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New primate species at root of tree of extant hominoids

It lived 11.6 million years ago and precedes the divergence between hominids and hylobatids

October 29, 2015
Catalan Institute of Paleontology
Researchers have described the new genus and species, Pliobates cataloniae, based on a skeleton recovered from the landfill of Can Mata (Catalonia, NE Spain). The fossil remains belong to an adult female individual that weighed 4-5 kg and moved through the forest canopy by climbing and suspending below branches. Pliobates has important implications for reconstructing the last common ancestor of hominids and hylobatids. The fossil remains belong to an adult female individual named 'Laia' by her discoverers.

Reconstruction of the skull (front and side view) and representation of life appearance of Pliobates cataloniae are shown.
Credit: Marta Palmero / Institut Català de Paleontologia Miquel Crusafont

Living hominoids are a group of primates that includes the small-bodied apes (the lesser apes, or gibbons and siamangs, which constitute the family Hylobatidae) and the larger-bodied great apes (orangutans, gorillas and chimpanzees), which, along with humans, belong to the family Hominidae. All extant hominoids share several features, such as the lack of external tail, an orthograde body plan that enables an upright trunk position, and several cranial characteristics. All these features might have been present in the common ancestor of hominids and hylobatids that, according to molecular data, would have lived about 15-20 million years ago.

Researchers from the 'Institut Català de Paleontologia Miquel Crusafont' (ICP) have described the new genus and species of extinct hominoid, Pliobates cataloniae, based on a partial skeleton composed of 70 fossil remains found in 2011 in one of the sites within the stratigraphic series of Abocador de Can Mata (els Hostalets de Pierola, Barcelona, Catalonia, NE Iberian Peninsula). These include most of the skull and dentition as well as a considerable portion of the left arm, including several elements of the elbow and wrist joints. They belong to an ape similar in size to the smallest of living gibbons (4 to 5 kg), which lived 11.6 million years ago. Pliobates shows, for the first time in a primate fossil of this size, a set of characteristic features of extant hominoids, presumably inherited from their last common ancestor, which probably lived in Africa several million years before Pliobates.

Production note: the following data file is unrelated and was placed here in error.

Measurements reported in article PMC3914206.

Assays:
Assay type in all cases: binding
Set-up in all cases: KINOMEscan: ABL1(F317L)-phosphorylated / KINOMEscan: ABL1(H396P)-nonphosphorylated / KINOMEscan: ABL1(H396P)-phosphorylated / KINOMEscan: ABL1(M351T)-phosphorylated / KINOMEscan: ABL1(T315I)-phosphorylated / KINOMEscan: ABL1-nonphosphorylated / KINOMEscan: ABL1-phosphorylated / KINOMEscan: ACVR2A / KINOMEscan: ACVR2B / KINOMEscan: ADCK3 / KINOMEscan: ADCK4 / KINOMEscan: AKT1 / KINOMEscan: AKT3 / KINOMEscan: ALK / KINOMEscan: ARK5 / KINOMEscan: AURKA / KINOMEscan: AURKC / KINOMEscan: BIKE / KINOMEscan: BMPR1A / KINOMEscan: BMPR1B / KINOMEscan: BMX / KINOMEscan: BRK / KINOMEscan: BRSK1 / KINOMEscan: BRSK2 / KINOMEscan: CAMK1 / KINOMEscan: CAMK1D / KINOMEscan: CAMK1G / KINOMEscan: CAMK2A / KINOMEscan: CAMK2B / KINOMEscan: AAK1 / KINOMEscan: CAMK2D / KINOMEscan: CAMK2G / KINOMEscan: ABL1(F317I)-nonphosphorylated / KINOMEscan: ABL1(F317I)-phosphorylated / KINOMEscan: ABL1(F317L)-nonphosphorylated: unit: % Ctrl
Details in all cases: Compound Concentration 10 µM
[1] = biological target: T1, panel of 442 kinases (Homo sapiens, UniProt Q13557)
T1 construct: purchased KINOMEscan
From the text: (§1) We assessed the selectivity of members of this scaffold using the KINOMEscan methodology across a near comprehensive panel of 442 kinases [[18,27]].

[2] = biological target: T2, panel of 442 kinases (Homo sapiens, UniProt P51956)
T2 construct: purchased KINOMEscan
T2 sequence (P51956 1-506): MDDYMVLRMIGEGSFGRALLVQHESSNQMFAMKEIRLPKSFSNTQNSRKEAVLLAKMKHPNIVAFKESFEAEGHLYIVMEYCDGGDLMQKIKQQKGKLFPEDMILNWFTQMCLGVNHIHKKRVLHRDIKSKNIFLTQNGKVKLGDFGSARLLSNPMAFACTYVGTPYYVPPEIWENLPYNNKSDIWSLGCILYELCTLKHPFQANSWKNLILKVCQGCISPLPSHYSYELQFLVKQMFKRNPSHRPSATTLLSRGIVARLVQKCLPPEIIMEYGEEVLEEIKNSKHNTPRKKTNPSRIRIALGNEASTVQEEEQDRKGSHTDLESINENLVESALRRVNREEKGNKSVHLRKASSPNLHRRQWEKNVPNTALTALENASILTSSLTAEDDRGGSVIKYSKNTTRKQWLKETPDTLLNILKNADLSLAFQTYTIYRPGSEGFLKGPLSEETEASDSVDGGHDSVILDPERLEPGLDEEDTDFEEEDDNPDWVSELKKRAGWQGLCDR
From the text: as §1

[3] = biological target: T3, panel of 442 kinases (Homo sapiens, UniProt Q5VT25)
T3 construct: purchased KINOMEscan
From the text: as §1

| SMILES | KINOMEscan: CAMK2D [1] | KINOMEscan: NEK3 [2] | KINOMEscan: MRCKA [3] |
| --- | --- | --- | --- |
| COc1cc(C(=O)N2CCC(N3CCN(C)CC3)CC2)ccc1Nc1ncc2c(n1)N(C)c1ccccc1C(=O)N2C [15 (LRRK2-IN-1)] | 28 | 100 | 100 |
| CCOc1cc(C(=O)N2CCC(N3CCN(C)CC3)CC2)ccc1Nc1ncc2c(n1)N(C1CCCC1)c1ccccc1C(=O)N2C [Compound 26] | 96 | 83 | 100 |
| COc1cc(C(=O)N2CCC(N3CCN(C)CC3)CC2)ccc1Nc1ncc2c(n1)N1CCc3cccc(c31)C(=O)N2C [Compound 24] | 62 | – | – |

This find radically changes the hitherto accepted morphotype of the hylobatid-hominid ancestor and provides very solid clues about the origin of extant gibbons. "The origin of gibbons is a mystery because of the lack of fossil record, but until now most scientists thought that their last common ancestor with hominids must have been large, because all of the undoubted fossil hominoids found so far were large-bodied," explains David M. Alba, the ICP researcher leading the study published in the journal Science. All the small-bodied (5 to 15 kg) fossil anthropoids found before Pliobates displayed a body plan too primitive to be closely related to extant hominoids. "This find overturns everything," according to this ICP researcher.

Pliobates retains some primitive characteristics. However, its arm anatomy, specifically the wrist bones and the joint between the humerus and radius, already possesses the basic design of living hominoids. A phylogenetic analysis, based on more than 300 characters, very consistently places Pliobates as the stem hominoid closest to the divergence between lesser and great apes (hylobatids and hominids, respectively), and suggests that the last common ancestor of extant hominoids might have been more similar to living gibbons than to the extant great apes than previously thought.